Mercedes-Benz invested good money into the SLC’s continent-crossing ability and this car’s cabin would be a particularly fine place from which to command such a trip. It wears its 39 years very well indeed, though with only 57,000 miles under its wheels it’s perhaps not had the hardest of lives in that time.
Even so, the characteristic navy leather upholstery could be half its four decades – it’s worn very well, the seats are still plump and comfortable (including those in the rear), and their navy blue colour (echoed throughout the interior) contrasts nicely with the white exterior paintwork. There’s some cracking to the dashboard just behind the instrument binnacle, a common failure of cars of this age, but the rest of the dashboard and doorcard trim feels particularly solid and the doors themselves close with a satisfyingly substantial thunk.
Buyers had a different idea of luxury in the 1970s and 1980s so the plastic steering wheel rim and gearknob may be a surprise, but both have also worn well, the gearknob being a little shiny but otherwise in good condition. There’s some damage to the plastic around the base of the handbrake and most of the dashboard trim could do with a good clean, but the carpets and headlining have both largely escaped the ravages of time. Those classic Mercedes-Benz VDO dials still look great too – clarity never goes out of fashion.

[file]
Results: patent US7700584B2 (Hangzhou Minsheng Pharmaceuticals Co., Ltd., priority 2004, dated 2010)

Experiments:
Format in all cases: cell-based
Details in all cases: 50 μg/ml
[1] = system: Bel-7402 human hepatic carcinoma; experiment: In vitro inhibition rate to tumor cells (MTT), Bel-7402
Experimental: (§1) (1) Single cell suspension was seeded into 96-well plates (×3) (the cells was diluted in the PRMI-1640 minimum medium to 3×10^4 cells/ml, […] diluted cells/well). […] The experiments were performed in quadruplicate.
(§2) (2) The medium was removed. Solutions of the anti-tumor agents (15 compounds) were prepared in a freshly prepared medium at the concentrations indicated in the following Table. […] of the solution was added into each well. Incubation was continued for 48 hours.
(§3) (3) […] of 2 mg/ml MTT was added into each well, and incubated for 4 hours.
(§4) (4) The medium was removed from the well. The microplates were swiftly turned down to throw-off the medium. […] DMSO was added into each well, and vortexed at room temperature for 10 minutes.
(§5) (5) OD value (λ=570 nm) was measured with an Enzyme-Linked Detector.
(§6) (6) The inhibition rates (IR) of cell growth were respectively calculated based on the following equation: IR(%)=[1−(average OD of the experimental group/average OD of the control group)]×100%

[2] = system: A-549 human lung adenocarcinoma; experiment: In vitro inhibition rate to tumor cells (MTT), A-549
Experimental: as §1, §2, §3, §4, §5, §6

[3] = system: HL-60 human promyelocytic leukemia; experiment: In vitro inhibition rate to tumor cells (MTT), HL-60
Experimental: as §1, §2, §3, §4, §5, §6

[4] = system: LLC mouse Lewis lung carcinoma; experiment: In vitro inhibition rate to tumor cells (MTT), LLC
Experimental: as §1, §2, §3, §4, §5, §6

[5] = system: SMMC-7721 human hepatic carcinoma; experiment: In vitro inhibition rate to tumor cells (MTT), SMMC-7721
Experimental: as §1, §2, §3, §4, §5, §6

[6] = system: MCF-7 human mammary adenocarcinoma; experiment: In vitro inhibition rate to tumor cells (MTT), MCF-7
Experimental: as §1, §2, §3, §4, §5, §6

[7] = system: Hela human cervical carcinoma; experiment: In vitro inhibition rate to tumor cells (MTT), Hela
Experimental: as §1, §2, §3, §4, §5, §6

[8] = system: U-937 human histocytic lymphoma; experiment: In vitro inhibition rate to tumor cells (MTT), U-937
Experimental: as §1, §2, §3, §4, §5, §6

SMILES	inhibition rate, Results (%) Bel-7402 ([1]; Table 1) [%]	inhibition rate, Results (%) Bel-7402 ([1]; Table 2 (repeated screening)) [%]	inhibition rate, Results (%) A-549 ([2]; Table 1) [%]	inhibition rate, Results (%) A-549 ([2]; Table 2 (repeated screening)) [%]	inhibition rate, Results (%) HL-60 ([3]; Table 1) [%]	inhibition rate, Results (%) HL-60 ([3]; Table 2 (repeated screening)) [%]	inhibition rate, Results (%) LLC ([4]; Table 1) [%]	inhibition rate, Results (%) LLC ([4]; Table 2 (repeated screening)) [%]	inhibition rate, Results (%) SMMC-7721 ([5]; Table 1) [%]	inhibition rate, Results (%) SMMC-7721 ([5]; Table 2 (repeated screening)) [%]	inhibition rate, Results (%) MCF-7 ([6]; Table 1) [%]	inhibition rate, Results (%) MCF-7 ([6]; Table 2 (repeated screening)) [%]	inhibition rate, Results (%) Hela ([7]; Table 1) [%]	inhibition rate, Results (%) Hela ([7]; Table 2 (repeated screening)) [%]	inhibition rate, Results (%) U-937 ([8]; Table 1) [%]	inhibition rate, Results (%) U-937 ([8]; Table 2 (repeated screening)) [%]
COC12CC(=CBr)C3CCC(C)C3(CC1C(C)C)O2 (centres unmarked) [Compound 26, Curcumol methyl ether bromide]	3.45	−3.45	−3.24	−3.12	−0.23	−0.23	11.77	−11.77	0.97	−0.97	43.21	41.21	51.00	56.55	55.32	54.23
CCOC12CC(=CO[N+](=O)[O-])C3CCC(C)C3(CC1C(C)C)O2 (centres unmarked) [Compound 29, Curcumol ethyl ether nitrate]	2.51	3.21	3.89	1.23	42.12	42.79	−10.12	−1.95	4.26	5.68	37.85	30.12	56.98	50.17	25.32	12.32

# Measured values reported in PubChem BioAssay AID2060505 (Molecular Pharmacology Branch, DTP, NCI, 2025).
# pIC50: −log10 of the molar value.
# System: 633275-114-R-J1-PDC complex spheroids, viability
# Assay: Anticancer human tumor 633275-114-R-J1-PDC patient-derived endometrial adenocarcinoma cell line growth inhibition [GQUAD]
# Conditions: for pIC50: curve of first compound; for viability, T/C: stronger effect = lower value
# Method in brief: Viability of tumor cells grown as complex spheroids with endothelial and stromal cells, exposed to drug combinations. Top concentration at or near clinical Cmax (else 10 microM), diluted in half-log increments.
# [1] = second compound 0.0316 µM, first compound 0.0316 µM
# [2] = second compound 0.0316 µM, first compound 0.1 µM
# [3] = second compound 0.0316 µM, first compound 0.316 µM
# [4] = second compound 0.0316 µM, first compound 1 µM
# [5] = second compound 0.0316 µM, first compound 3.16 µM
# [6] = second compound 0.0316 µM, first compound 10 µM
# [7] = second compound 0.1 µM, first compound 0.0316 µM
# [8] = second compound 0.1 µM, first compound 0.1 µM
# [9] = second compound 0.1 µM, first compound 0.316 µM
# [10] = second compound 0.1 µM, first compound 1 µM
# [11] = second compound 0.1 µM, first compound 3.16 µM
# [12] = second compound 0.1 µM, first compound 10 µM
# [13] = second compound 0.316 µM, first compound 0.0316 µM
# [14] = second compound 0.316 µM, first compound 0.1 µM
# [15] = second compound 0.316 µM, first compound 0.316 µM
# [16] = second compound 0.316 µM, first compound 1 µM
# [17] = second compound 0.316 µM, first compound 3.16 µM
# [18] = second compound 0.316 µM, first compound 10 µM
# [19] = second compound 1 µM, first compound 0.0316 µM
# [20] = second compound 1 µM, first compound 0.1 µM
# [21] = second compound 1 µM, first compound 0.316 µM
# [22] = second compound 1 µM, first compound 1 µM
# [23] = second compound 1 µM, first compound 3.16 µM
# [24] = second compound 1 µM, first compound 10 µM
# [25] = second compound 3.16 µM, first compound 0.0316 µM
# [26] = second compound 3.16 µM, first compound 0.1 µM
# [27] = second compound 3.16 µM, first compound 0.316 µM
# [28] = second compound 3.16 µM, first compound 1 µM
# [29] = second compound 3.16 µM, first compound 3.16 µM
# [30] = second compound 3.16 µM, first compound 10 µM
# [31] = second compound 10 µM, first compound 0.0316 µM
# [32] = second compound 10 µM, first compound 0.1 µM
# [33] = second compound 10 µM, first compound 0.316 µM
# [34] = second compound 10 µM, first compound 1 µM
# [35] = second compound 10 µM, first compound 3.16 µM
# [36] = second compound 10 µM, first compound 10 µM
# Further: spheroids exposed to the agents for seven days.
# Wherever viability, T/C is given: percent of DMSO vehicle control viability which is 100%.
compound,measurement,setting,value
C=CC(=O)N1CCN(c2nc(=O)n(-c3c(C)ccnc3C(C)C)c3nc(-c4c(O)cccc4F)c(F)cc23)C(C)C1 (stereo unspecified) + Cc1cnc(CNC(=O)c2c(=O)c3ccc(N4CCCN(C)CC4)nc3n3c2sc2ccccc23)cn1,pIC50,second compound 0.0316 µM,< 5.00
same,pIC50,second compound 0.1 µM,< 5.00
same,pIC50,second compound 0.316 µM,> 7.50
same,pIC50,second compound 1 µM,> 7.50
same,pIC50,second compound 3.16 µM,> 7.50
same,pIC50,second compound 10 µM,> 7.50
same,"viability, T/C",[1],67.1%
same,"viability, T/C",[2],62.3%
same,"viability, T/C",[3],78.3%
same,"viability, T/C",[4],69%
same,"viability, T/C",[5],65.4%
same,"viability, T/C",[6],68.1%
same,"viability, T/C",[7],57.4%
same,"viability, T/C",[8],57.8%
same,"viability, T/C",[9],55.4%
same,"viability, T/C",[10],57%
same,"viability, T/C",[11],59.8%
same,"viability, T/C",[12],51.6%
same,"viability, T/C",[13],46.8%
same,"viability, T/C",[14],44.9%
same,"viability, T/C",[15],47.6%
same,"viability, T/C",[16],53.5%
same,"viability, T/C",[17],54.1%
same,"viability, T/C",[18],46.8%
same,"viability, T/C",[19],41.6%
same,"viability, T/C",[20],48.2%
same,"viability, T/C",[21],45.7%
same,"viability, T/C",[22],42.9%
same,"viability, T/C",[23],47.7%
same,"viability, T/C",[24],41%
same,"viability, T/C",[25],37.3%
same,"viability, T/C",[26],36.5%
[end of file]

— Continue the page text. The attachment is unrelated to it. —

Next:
This SLC has clearly benefited from the care Mercedes put into its construction back in 1981. The bodywork is by no means perfect, but it’s looking pretty good for a 39-year old.
The car’s coachwork is in good shape, with thick white paintwork, liberal use of chrome trim (all present and correct), and the famously ribbed tail lights and front indicator lenses (apparently designed to help water clear in bad weather), as well as the headlights and spotlights below the front bumper, are all in very good condition. The glass is also good and there’s a lovely action to everything you interact with on the outside – the slim chrome door handles are a particular highlight (almost literally), but the boot lid and even the enormous bonnet operate with an action that justifies the SLC’s reputation.
The imperfections we noted above come in the form of some surface corrosion along many of the lower edges, including the sills, lower edges of the front and rear valances, and wheel arches. There are also small bubbles here and there near some badges and trim pieces like the fuel filler door and kick plates, plus a hint of brown where the front wings attach to the A-pillars inside the door shuts. Some cosmetic attention would be nice, but none appear problematic, backed up by several years of clean MOT records.
The classic bottletop 14-inch alloy wheels look smart and there’s still plenty of tread left on the tall-sidewalled 205/70 R14 rubber, though we’d be tempted to fit tyres of a more prominent brand if the car is to be used regularly and in all weathers. You’ll never have any problem remembering tyre pressures though, thanks to the original sticker on the inside of the fuel filler door!